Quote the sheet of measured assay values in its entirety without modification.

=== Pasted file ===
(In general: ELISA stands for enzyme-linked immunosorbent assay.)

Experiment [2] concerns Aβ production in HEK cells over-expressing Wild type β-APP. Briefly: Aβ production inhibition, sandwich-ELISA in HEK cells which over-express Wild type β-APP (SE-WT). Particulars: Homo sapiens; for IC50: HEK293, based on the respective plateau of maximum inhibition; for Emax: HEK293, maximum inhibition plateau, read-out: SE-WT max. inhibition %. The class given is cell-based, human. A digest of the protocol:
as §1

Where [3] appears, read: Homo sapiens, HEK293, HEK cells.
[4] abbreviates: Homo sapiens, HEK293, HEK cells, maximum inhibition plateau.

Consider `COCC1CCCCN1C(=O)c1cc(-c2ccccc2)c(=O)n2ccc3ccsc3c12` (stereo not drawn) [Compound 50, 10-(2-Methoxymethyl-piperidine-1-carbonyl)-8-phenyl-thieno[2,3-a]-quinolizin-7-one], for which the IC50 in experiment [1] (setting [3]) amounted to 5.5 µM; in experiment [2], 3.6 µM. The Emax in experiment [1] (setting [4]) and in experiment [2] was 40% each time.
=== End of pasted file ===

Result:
(In general: ELISA stands for enzyme-linked immunosorbent assay.)

Experiment [2] concerns Aβ production in HEK cells over-expressing Wild type β-APP. Briefly: Aβ production inhibition, sandwich-ELISA in HEK cells which over-express Wild type β-APP (SE-WT). Particulars: Homo sapiens; for IC50: HEK293, based on the respective plateau of maximum inhibition; for Emax: HEK293, maximum inhibition plateau, read-out: SE-WT max. inhibition %. The class given is cell-based, human. A digest of the protocol:
as §1

Where [3] appears, read: Homo sapiens, HEK293, HEK cells.
[4] abbreviates: Homo sapiens, HEK293, HEK cells, maximum inhibition plateau.

Consider `COCC1CCCCN1C(=O)c1cc(-c2ccccc2)c(=O)n2ccc3ccsc3c12` (stereo not drawn) [Compound 50, 10-(2-Methoxymethyl-piperidine-1-carbonyl)-8-phenyl-thieno[2,3-a]-quinolizin-7-one], for which the IC50 in experiment [1] (setting [3]) amounted to 5.5 µM; in experiment [2], 3.6 µM. The Emax in experiment [1] (setting [4]) and in experiment [2] was 40% each time.